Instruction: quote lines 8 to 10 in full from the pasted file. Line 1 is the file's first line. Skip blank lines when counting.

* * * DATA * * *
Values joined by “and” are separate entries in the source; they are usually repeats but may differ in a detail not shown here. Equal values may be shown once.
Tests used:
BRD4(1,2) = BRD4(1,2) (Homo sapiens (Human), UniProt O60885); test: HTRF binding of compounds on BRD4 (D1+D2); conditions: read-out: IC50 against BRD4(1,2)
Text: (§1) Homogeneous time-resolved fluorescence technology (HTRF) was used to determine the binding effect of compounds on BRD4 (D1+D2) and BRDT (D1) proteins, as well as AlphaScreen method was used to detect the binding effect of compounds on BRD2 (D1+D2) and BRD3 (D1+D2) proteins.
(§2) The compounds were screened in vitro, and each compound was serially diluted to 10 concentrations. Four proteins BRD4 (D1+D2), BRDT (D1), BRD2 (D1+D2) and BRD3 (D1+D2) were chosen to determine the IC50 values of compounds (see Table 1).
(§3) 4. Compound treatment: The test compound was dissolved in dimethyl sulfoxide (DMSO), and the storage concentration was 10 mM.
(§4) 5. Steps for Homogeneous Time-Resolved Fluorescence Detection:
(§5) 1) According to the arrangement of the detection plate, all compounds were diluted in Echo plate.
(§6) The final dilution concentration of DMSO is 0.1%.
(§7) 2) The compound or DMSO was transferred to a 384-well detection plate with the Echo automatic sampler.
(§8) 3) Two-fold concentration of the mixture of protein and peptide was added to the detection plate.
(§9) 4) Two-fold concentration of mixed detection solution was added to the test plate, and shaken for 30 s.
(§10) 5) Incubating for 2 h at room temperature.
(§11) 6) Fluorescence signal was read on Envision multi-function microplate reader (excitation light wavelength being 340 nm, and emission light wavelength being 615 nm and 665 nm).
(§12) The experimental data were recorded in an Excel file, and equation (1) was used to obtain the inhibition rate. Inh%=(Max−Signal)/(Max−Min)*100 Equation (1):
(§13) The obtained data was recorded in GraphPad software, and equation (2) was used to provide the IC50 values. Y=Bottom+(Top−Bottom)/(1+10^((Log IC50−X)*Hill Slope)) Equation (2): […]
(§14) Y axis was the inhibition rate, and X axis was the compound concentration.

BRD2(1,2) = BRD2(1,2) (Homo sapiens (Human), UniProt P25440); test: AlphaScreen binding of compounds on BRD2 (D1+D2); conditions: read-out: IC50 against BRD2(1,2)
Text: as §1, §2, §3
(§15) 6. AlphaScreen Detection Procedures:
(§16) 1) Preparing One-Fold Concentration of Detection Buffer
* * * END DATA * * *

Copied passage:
(§5) 1) According to the arrangement of the detection plate, all compounds were diluted in Echo plate.
(§6) The final dilution concentration of DMSO is 0.1%.
(§7) 2) The compound or DMSO was transferred to a 384-well detection plate with the Echo automatic sampler.